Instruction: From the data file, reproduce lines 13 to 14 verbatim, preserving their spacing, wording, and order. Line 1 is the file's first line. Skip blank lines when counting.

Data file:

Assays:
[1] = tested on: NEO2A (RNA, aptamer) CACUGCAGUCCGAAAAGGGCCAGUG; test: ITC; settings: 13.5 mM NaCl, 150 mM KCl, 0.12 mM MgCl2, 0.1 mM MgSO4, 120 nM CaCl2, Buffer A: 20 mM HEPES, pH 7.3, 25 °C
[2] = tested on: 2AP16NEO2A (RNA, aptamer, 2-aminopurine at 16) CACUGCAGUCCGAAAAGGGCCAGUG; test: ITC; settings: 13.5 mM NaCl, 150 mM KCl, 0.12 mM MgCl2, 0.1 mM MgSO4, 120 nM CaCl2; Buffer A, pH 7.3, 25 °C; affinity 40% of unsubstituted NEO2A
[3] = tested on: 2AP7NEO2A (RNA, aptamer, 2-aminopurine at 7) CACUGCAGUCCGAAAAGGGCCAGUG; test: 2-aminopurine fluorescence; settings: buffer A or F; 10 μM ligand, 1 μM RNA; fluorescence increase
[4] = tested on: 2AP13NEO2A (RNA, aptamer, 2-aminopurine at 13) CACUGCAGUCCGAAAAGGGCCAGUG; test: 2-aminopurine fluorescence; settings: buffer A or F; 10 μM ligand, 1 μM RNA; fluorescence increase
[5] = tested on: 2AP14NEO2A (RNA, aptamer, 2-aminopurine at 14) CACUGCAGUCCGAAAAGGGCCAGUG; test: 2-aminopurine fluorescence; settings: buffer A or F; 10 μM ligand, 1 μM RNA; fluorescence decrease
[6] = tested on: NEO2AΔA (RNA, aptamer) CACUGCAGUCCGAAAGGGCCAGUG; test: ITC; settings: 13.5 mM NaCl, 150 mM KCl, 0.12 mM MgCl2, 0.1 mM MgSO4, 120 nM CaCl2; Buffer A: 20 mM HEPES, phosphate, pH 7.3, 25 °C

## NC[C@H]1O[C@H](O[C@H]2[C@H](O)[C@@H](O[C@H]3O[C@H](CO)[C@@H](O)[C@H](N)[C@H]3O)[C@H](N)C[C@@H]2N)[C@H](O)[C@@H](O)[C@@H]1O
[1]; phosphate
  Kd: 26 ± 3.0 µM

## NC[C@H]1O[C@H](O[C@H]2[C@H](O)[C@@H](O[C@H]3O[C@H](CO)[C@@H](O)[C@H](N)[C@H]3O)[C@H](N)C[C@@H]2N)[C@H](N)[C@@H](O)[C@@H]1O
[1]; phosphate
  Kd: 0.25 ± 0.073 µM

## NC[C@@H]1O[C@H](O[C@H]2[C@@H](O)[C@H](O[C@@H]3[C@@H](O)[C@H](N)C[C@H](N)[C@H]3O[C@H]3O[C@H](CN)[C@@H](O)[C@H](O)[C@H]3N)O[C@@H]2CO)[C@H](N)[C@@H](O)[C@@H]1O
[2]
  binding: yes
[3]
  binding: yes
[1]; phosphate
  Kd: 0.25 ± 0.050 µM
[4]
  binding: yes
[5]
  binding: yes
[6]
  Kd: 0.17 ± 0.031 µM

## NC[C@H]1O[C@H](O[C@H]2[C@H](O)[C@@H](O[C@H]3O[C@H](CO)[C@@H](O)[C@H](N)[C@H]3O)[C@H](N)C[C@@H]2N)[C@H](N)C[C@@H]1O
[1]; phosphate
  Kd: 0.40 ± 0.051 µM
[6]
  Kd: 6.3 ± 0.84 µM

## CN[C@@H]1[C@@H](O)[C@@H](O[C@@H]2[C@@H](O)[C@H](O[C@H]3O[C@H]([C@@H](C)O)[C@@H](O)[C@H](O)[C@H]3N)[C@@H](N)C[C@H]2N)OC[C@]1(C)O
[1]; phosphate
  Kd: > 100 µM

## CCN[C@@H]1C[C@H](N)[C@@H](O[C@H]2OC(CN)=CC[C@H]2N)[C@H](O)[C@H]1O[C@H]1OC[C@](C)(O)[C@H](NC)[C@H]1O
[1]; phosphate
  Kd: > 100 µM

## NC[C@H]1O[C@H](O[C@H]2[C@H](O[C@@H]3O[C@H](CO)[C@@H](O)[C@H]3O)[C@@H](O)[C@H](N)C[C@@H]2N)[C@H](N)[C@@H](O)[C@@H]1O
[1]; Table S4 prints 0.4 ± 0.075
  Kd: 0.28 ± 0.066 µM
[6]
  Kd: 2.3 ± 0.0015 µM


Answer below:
  Kd: 0.25 ± 0.073 µM

## NC[C@@H]1O[C@H](O[C@H]2[C@@H](O)[C@H](O[C@@H]3[C@@H](O)[C@H](N)C[C@H](N)[C@H]3O[C@H]3O[C@H](CN)[C@@H](O)[C@H](O)[C@H]3N)O[C@@H]2CO)[C@H](N)[C@@H](O)[C@@H]1O